In a previous post I wrote about how we can use Auto-Scaling Groups (ASG’s) to quickly adapt to user load. In this post I intend to explain a method to create custom Amazon Machine Image’s (AMI’s) using a project called packer.io
what is packer?
Packer is an open source tool for creating identical machine images for multiple platforms from a single source configuration. Packer is lightweight, runs on every major operating system and is able to create machine images for multiple platforms in parallel. Packer does not replace configuration management like Chef or Puppet. In fact, when building images, Packer is able to use tools like Chef or Puppet to install software.
A machine image is a single static unit that contains a pre-configured operating system and installed software which is used to quickly create new running machines. Machine image formats change for each platform. Some examples include AMIs for EC2, VMDK/VMX files for VMware, OVF exports for VirtualBox, etc.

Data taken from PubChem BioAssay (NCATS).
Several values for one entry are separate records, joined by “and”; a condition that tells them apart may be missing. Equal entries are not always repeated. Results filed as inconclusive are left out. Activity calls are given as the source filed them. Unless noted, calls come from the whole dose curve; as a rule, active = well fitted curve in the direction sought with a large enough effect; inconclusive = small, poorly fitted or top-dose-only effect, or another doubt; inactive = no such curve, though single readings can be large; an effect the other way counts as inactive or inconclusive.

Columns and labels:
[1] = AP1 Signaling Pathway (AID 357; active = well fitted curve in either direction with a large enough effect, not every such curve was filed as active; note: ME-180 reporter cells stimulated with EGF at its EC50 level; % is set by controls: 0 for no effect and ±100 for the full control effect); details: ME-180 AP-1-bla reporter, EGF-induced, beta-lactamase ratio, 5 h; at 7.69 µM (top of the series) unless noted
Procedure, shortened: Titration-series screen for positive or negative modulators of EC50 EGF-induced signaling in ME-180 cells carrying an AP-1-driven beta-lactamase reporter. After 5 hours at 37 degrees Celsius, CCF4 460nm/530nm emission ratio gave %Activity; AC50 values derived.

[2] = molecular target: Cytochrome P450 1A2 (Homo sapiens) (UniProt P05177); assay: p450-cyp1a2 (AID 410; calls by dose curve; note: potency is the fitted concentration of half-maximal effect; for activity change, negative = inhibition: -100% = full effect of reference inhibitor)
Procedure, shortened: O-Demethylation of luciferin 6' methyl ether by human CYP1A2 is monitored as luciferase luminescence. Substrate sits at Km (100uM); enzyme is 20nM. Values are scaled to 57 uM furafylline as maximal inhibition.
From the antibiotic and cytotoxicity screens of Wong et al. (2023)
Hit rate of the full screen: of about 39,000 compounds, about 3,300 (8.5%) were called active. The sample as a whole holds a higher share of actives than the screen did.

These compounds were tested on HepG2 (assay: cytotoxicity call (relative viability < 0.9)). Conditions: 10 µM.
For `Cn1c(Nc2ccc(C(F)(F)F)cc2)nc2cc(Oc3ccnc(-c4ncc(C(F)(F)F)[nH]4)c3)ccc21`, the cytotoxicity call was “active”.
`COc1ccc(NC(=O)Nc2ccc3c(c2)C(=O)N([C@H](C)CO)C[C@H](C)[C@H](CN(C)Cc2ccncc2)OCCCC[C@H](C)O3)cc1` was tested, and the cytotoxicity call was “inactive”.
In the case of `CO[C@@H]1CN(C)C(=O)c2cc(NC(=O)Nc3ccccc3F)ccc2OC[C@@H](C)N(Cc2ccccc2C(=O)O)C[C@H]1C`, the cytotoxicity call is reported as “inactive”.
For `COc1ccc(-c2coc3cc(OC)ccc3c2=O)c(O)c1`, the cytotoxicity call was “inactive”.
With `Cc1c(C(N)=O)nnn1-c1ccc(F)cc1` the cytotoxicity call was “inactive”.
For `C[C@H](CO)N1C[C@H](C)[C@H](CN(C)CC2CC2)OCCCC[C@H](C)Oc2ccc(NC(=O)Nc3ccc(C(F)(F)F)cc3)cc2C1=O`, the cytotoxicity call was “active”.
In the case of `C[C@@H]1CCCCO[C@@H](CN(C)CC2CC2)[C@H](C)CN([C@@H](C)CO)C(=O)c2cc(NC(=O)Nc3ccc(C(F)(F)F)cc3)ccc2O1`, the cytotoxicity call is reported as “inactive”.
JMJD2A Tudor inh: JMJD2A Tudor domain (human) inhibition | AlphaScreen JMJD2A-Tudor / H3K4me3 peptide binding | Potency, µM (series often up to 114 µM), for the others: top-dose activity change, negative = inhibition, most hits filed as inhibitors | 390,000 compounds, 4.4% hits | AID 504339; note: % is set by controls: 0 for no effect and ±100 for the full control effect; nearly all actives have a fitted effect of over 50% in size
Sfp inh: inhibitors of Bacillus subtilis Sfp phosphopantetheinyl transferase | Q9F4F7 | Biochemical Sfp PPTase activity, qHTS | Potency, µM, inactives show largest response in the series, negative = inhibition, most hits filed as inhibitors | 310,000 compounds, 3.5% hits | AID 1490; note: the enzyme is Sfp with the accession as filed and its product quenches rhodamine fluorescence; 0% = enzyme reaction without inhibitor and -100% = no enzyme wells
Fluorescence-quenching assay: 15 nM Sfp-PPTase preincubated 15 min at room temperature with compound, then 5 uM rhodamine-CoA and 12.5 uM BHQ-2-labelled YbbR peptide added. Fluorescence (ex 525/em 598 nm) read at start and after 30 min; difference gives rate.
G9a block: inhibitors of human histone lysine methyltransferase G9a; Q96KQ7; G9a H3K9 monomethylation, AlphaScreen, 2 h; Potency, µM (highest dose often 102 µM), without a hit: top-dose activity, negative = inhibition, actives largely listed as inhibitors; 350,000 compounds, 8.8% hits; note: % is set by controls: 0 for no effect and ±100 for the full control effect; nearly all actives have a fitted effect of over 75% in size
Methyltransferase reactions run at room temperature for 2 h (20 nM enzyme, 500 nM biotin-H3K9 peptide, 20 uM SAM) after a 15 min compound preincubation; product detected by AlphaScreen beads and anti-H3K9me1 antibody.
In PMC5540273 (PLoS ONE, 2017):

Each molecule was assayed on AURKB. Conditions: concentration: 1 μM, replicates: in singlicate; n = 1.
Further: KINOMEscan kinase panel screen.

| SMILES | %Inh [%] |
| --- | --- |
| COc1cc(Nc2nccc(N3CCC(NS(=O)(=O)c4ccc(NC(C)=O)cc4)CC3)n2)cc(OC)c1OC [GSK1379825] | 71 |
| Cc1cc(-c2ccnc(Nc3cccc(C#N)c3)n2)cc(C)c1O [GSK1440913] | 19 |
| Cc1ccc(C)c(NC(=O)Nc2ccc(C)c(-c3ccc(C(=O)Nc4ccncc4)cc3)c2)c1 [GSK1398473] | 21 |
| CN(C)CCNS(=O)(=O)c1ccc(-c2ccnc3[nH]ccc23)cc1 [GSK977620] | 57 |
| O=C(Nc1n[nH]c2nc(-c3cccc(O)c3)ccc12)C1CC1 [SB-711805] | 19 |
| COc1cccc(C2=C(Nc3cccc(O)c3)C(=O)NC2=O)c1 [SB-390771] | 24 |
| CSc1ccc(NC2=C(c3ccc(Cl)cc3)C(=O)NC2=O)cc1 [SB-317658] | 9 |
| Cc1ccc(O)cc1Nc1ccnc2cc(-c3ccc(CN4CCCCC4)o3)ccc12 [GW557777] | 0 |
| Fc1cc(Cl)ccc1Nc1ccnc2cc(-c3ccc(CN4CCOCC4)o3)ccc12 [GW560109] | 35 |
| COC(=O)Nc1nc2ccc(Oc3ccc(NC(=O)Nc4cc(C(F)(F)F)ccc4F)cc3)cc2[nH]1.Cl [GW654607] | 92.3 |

Packer is distributed as a binary package for different OS’s. Our OS is Linux based with a 64-bit CPU.
Now that packer is installed lets create a json file to build an Amazon EC2 AMI.
And let’s make a shell script that will be executed to customize the AMI:
Now that we have these 2 files in our current directory lets build the AMI:
Packer gives us a method to consistently create base AMI’s that can be further configured with tools like Puppet. Packer ensures that these AMI’s are documented with code so that at later dates we can upgrade instances and know exactly how they were created. By using custom-built AMI’s you’re able to speed up the time it takes ASG to boot new instances.